Editor’s Note: The UW Audio Visual Services Materials Library has more than 1,200 reels of film from the late 1940s through the early 1970s, documenting life at the University through telecourses, commercial films and original productions. Some of the short films are easily identifiable, but many more remain mysteries. Who shot these films and why? Can you help answer those questions? Faculty and staff can use the comments field at the end of the story to send ideas. Those outside the University can e-mail firstname.lastname@example.org.
The film is called New Ivy for Denny Hall, but Denny doesn’t make an appearance until the very end of our four-minute clip. What we see instead is a sign pointing the way to the Museum of History & Industry, followed by a view of the museum and then a long segment showing in detail a diorama, “The Denny Party crossing the Rockies in 1851 as described in Roberta Frye Watt’s Four Wagons West.” The diorama, by August Kohler, used to be on display at the museum.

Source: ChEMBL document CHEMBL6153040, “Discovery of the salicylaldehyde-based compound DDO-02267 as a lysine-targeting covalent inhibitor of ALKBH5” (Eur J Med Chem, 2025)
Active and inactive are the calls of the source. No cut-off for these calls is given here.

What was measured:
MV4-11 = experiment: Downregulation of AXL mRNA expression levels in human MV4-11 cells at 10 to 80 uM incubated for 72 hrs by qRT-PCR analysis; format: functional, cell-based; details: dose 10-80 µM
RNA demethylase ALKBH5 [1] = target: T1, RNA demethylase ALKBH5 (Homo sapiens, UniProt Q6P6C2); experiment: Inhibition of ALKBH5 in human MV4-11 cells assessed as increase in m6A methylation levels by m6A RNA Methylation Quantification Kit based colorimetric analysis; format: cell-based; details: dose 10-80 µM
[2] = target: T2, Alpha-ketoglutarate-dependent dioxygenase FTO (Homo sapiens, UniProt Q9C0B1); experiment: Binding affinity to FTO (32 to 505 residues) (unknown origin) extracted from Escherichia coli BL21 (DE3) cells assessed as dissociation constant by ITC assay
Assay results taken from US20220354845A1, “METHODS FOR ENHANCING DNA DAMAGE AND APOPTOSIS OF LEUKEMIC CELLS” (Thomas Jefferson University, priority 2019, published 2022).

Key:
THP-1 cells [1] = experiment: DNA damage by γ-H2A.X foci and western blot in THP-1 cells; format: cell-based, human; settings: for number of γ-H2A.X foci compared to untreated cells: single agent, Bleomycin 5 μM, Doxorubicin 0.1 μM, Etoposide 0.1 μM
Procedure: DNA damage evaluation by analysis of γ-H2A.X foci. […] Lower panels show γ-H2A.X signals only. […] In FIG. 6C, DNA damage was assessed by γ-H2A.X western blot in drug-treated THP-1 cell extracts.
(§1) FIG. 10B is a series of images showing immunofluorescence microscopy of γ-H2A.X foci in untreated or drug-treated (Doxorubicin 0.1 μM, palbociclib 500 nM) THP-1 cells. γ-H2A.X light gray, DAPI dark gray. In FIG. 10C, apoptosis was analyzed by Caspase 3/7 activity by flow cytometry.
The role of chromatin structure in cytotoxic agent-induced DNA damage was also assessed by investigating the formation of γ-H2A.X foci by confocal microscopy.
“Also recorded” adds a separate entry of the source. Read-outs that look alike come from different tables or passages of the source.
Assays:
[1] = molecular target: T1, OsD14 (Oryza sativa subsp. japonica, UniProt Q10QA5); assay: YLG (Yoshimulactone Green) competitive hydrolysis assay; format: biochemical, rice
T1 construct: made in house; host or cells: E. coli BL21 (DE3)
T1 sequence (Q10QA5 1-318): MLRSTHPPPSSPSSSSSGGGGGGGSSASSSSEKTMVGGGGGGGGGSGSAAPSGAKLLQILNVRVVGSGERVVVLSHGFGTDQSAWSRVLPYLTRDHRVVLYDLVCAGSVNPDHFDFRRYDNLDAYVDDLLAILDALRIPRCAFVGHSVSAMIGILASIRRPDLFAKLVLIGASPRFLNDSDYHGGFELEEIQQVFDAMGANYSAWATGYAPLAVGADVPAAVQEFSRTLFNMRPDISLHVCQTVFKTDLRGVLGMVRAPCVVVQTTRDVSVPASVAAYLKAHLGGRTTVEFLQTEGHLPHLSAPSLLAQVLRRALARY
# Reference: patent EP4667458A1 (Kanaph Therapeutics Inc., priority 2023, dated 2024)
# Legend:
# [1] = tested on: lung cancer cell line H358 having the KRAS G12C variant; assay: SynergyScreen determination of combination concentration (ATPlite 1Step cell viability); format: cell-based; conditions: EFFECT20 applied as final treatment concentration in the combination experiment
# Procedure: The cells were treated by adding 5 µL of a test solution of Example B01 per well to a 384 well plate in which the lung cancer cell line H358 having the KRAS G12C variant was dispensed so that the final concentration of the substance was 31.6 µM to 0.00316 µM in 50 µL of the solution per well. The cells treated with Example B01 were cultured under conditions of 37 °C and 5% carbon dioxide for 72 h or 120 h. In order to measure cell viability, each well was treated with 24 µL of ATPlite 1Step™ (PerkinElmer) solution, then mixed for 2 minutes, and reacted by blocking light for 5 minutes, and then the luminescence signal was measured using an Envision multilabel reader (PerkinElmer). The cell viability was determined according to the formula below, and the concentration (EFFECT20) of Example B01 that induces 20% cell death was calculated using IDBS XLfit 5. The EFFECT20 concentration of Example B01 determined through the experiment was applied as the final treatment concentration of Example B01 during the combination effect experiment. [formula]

The clip continues with portraits of what appear to be Seattle city founders and paintings depicting the great Seattle fire and the original Territorial University downtown. Only as it comes to a close do we get a view of Denny Hall. The clip comes from a film made in about 1958. The rest of it goes on to show the renovation of Denny Hall, scenes of downtown Seattle and ends with footage of SeaTac airport and planes taking off.
Film Archive Specialist Hannah Palin is interested in any information available about Philip Jacobsen, who produced the film. Another Lost & Found film, Malburg, was also produced by Phil Jacobsen and Associates and she would love to know more about him and his production company. The film seems to trace the history of Denny Hall, but without sound, it is difficult to know for sure. She would be interested in learning more about why the film was produced and where it was shown. Also, any information about the diorama would be great.
Palin learned a lot about last week’s film, Octopus, from Alyn Duxbury, emeritus professor of oceanography, who said that film was taken at the Friday Harbor Labs in in the 1940s. But give it a look — maybe you know even more.